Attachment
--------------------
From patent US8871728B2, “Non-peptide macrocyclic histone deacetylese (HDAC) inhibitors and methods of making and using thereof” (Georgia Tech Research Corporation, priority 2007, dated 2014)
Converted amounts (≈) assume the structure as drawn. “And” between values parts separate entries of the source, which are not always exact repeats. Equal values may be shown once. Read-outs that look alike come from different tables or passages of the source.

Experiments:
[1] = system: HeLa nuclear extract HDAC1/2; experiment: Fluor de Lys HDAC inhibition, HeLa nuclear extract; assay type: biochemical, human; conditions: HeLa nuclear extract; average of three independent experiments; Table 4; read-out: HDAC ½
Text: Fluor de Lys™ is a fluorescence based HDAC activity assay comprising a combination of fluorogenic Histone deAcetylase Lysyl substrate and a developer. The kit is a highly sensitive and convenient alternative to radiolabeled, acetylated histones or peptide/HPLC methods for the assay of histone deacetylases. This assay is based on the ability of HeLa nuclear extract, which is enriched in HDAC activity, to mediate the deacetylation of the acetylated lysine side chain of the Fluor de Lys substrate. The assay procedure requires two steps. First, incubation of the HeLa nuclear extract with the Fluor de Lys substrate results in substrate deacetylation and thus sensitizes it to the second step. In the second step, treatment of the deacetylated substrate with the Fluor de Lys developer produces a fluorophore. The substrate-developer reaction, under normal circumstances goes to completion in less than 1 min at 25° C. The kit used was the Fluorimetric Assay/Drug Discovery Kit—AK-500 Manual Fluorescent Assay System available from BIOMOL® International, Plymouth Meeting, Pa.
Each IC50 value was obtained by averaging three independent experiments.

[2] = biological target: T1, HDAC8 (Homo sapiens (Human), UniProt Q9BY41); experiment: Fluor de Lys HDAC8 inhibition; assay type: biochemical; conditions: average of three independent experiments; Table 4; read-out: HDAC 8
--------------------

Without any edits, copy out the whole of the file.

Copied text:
From patent US8871728B2, “Non-peptide macrocyclic histone deacetylese (HDAC) inhibitors and methods of making and using thereof” (Georgia Tech Research Corporation, priority 2007, dated 2014)
Converted amounts (≈) assume the structure as drawn. “And” between values parts separate entries of the source, which are not always exact repeats. Equal values may be shown once. Read-outs that look alike come from different tables or passages of the source.

Experiments:
[1] = system: HeLa nuclear extract HDAC1/2; experiment: Fluor de Lys HDAC inhibition, HeLa nuclear extract; assay type: biochemical, human; conditions: HeLa nuclear extract; average of three independent experiments; Table 4; read-out: HDAC ½
Text: Fluor de Lys™ is a fluorescence based HDAC activity assay comprising a combination of fluorogenic Histone deAcetylase Lysyl substrate and a developer. The kit is a highly sensitive and convenient alternative to radiolabeled, acetylated histones or peptide/HPLC methods for the assay of histone deacetylases. This assay is based on the ability of HeLa nuclear extract, which is enriched in HDAC activity, to mediate the deacetylation of the acetylated lysine side chain of the Fluor de Lys substrate. The assay procedure requires two steps. First, incubation of the HeLa nuclear extract with the Fluor de Lys substrate results in substrate deacetylation and thus sensitizes it to the second step. In the second step, treatment of the deacetylated substrate with the Fluor de Lys developer produces a fluorophore. The substrate-developer reaction, under normal circumstances goes to completion in less than 1 min at 25° C. The kit used was the Fluorimetric Assay/Drug Discovery Kit—AK-500 Manual Fluorescent Assay System available from BIOMOL® International, Plymouth Meeting, Pa.
Each IC50 value was obtained by averaging three independent experiments.

[2] = biological target: T1, HDAC8 (Homo sapiens (Human), UniProt Q9BY41); experiment: Fluor de Lys HDAC8 inhibition; assay type: biochemical; conditions: average of three independent experiments; Table 4; read-out: HDAC 8